Minivans can sometimes be bland and unexciting, and this is likely what inspired the Nissan Quest. This minivan brings some exciting features and a great design to this classic family car.
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However, not all the Nissan Quest models are as reliable as fans and customers would’ve wanted. Some model years are excellent while others are not so great.
In this article, we’ll be going through the best and worst Nissan Quest years.
The Best And Worst Years For Nissan Quest Are:
The 2009, 2011, and 2015 of the Nissan Quest are some of the best model years. These models have received relatively lower complaints and problems from customers.
However, some of the most unreliable models for the Nissan Quest are the 2004, 2007, and the 2012 models. These have significantly higher numbers of issues, ranging from transmission and engine problems.
What Nissan Quest Years Are The Most Reliable?
Here are two Nissan Quest years that are the most reliable:
1. 2011 Nissan Quest
This 2011 model of the Quest was highly anticipated and actually delayed by up to a year. The delay was due to some technical errors in the ECU and some minor tweaks needed to be done before it was revealed.
It came out exceptionally well, with plenty of cargo and passenger space, together with some luxury finishes. Previous models were beaten out by competitors due to space and interior quality.
Even though it only seats seven people, there’s still ample space for cargo when both back rows are folded down. Nissan also improved the ride quality of the 2011 Nissan Quest for a smoother ride and updated suspension.
Owners also noticed that the tires of the Quest were wearing out quite faster than normal. This was solved by getting high-quality tires, and this is not an issue anymore.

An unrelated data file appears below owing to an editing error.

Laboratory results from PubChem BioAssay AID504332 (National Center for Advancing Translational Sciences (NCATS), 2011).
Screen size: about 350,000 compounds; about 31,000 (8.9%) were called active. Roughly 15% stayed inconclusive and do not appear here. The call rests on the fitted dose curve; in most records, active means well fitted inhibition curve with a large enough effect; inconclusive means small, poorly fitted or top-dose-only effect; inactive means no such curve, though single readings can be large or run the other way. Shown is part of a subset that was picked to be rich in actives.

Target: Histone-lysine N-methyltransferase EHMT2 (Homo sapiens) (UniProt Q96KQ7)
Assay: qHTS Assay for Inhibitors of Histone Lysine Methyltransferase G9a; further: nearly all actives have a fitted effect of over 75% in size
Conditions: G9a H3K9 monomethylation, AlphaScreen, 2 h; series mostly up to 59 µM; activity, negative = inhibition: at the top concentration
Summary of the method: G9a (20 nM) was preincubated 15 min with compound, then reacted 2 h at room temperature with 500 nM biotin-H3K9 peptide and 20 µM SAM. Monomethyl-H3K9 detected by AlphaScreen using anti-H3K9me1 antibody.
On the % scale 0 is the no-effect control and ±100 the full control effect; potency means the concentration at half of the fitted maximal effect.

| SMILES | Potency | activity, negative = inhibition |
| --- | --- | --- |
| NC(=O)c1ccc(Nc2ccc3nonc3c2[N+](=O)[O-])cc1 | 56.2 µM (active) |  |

Another benefit of the 2011 Nissan Quest model is that it can last a really long time if taken care of. Owners who underwent a good maintenance regimen enjoyed the Nissan Quest for well over 200,000 miles.
To gain more insight on the vehicle’s longevity, check how long the Nissan Quest last here.
Unfortunately, Nissan really had to work on their safety scores as well as the image of the overall Nissan Quest brand. The safety scores started improving with this newly redesigned model and later models are even better.
Of the many changes to the 2011 design, the larger space was the most attractive to buyers. Not only can it fit more people, but the cargo space is big too when you fold the seats down.
Minivans are not made for power or speed, but with a 3.5-liter V6 engine, it gets the job done really well. You also get around 20 mpg for city driving and around 27 mpg for highway driving, which is great fuel economy rates.
2. 2017 Nissan Quest
Nissan made even greater improvements to the Quest in the 2017 model that features larger doors. A short step-in and the flat floor make accessing it rather easy for both short and tall passengers.
They also introduced some premium trims that had leather seats and more advanced driver-assist features.
A unique feature of this model is that you can even open the sliding side doors regardless of their sliding nature. This is not common for minivans with sliding doors and Nissan is one of the first to introduce the style.
Other features also include anti-lock brakes with brake assist, electronic stability control, and blind-spot monitoring. These features made the Nissan Quest a much safer family minivan and a great option.
If you take up the Platinum version, you’ll also get a 360-degree view camera together with a blind-spot warning system. Visual and audio warning systems are standard across the trims with the necessary components.
All the extra features also came as standard across all trims. This is a good move, seeing as competitors offered these standards at higher prices.
Driving the Nissan Quest is quite a pleasure due to the well-made suspension. Bumps are a thing of the past and the steering is really responsive, especially around sharp bends and curves.
Nissan is pleased that the Quest is now a good competitor for the small but fierce minivan market.
Previous models of the Quest were trailing against competitors such as the Toyota Sienna, Honda Odyssey, and Kia Sedona. However, the Nissan Quest is now a tight runner-up for potential buyers.
What Nissan Quest Years Should You Avoid?
Below are 2 Nissan Quest years you should avoid..
1. 2004 Nissan Quest
Many issues and complaints have been recorded for this model over the years, even though it is a fairly old model. Its issues range from electrical faults all the way to engine and transmission problems.